Join the bestselling author and founder of the Women’s Prize for a celebration of incredible women from history.
Kate Mosse has dedicated her life to promoting women’s stories – through her award-winning fiction, plays and essays, the creation and leadership of the Women’s Prize for Fiction, and most recently, her phenomenally successful social media campaign, #WomanInHistory.
Now she returns to How To Academy to share the stories of women whose incredible achievements — in science, art, politics, philanthropy, and more – helped build the world, and yet have been routinely omitted from the history books.
In this livestream event with Erica Wagner, she will explore how history is made and by whom, telling the incredible stories of women including Sophie Scholl, Mary Seacole, Cornelia Sorabji, Helen Suzman, Shirley Chisholm, and Violette Szabo, alongside many others whose extraordinary lives are no longer remembered: from the Mothers of Invention and the trailblazing women at the Bar; warrior queens and pirate commanders; the women who dedicated their lives to the natural world or to medicine; those women of courage who resisted and fought for what they believed; to the unsung heroes of stage, screen and stadium.
And she will tell us about her own detective story, discovering more about her great-grandmother, Lily Watson, a famous novelist in her day but now entirely forgotten.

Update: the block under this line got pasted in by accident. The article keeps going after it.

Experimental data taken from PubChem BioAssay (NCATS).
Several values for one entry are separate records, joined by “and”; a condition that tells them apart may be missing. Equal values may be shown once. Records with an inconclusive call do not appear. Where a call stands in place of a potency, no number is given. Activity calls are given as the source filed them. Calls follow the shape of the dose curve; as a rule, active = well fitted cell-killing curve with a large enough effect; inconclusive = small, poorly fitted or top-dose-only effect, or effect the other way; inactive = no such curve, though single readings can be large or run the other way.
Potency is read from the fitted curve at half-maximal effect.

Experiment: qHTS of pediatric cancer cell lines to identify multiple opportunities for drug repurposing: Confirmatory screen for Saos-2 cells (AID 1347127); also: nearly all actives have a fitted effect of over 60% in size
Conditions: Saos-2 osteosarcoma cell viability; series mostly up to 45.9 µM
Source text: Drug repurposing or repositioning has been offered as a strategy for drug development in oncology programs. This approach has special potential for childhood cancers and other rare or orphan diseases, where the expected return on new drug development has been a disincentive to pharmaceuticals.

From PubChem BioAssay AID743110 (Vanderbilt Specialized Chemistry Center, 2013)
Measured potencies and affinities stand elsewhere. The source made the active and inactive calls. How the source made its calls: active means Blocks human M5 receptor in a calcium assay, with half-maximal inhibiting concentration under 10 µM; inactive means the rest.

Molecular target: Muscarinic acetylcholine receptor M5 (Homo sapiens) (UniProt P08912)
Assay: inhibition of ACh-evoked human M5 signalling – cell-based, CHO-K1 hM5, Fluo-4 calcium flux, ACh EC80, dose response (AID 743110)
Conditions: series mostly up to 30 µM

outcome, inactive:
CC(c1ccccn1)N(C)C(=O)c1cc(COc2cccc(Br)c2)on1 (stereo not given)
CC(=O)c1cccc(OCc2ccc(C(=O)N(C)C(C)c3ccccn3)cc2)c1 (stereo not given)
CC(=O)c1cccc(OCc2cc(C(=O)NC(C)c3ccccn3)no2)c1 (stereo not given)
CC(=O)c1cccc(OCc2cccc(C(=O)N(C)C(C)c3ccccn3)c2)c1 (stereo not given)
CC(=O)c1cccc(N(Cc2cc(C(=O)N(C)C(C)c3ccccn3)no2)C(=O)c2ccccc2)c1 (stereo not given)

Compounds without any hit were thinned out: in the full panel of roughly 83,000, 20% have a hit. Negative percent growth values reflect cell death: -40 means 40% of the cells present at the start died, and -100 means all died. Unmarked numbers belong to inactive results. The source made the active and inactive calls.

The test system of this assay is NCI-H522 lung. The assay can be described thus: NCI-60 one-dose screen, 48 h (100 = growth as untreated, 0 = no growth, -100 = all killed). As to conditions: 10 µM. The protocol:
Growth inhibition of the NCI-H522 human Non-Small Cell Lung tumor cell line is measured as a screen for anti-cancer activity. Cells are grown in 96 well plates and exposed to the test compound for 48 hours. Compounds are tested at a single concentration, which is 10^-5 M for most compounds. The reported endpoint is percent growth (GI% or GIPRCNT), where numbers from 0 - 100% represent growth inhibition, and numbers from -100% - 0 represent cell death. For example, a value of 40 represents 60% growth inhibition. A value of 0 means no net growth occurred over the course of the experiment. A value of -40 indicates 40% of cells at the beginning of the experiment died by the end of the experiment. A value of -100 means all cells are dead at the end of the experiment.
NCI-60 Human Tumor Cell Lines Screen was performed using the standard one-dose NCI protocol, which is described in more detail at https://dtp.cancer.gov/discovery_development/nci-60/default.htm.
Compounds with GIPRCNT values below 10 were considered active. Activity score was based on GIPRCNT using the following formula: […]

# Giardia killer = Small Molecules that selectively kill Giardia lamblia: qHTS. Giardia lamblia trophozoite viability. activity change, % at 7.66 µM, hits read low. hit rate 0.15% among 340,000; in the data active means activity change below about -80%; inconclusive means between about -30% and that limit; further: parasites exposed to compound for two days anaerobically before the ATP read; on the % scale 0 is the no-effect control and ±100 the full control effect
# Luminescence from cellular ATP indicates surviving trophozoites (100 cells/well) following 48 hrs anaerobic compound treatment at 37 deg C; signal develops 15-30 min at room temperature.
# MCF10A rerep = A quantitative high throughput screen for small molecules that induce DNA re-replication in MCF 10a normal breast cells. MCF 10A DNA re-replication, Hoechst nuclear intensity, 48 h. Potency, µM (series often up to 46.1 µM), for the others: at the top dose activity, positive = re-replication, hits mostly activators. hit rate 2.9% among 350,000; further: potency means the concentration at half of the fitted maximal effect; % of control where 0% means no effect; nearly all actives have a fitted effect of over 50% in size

Don’t miss this chance to hear a new feminist history of the world from one of the most acclaimed and beloved authors of our age.
Praise for Kate Mosse’s Warrior Queens and Quiet Revolutionaries:
‘One brilliant woman writing about so many other brilliant women, this is a wonderful treasure chest of women’s lives, full of wit, verve and emotion. Inside these superb pages is an epic, fascinating world of warriors, writers, scientists, queens and more, women who have shaped the world and many who have been overlooked and forgotten.’ — Professor Kate Williams
‘Exciting, hugely informative and, at times, shocking, Kate Mosse has cleverly woven close family detective work into a powerful panorama of the extraordinary achievements of a wonderful cast of women – both famous and hidden – down the millennia’ — Professor Jonathan Phillips